Learning Index >> The Life and Work of Bernard Leach

Middle and Later Period >> David Leach and the Leach Pottery
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During Leach's absence in Japan, his son David, who had started work at the Pottery and soon became aware of the poor organization and ad hoc production and limited technical understanding, decided to enrol on a Pottery Manager's course at North Staffordshire Polytechnic. This was much to his father's disapproval, for he described it as 'the industrial devil'. Industrial devil or not, David wanted only technical rather than aesthetic understanding, and he returned to St Ives with radical plans for ensuring the business was viable, and the Elmhirsts agreed to fund the changes for three years.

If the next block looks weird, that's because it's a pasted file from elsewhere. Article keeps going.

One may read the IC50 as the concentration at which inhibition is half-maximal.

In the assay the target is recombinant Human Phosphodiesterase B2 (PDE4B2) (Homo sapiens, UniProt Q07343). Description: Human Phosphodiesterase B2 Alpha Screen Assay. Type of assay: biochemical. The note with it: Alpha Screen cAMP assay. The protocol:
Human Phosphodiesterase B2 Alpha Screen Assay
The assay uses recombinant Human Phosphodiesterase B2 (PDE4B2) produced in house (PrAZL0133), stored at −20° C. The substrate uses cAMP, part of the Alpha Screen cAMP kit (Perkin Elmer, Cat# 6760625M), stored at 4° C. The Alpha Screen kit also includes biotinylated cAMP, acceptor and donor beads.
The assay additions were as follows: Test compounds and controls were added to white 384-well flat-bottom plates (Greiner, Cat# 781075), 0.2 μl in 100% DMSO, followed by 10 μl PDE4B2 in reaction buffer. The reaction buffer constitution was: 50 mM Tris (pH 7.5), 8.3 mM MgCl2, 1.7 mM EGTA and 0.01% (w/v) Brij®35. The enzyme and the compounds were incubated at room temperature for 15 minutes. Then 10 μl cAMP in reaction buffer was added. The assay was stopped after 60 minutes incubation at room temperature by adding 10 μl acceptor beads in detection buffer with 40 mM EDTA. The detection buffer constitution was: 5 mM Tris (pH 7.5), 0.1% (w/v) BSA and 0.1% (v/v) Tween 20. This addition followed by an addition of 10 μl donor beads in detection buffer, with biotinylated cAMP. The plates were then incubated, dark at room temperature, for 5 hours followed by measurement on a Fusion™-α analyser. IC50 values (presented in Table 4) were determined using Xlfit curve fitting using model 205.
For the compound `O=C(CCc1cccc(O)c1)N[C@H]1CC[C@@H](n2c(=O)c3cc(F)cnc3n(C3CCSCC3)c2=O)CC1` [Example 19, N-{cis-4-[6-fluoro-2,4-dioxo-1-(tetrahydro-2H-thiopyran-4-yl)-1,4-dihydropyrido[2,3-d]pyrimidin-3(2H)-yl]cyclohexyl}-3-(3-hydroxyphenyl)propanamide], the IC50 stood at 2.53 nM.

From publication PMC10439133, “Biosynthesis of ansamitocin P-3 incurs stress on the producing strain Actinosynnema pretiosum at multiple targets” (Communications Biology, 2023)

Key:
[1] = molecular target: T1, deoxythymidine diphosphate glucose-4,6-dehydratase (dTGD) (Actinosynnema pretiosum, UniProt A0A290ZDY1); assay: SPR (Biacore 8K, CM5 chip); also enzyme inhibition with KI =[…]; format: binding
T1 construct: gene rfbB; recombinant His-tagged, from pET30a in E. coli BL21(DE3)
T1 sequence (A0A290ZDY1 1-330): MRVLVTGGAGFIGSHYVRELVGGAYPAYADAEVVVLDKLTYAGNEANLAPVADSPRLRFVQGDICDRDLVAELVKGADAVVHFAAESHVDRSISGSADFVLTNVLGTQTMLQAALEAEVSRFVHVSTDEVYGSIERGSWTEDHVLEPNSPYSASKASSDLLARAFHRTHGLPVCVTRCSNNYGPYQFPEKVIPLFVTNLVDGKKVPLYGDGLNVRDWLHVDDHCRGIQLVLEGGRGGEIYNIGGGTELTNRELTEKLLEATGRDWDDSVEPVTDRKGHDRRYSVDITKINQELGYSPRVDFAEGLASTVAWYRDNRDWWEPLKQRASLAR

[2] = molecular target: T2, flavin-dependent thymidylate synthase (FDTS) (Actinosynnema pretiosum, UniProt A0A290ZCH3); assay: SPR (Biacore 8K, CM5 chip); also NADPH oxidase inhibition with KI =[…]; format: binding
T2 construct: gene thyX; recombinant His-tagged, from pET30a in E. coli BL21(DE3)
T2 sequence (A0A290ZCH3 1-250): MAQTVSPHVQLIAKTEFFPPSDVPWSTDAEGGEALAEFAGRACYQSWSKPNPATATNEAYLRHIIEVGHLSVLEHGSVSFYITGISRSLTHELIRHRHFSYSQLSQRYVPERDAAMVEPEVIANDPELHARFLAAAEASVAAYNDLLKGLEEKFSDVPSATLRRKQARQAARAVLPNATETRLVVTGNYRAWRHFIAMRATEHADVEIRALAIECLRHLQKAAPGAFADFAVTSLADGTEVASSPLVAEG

In England Leach continued to live at Dartington with Laurie, but progress on the new scheme was slow, and in the light of David's radical changes at St Ives the intention to set up a pottery at Dartington was quietly dropped. The uncertain international situation and the outbreak of war were also contributing causes, and when David was called up in 1941 for war service Leach returned to St Ives to take charge of the Pottery. Despite the limitations of war, a team of potters worked under his direction, and with the help of conscientious objectors such as Dick Kendall and Patrick Heron, continued to produce pots.



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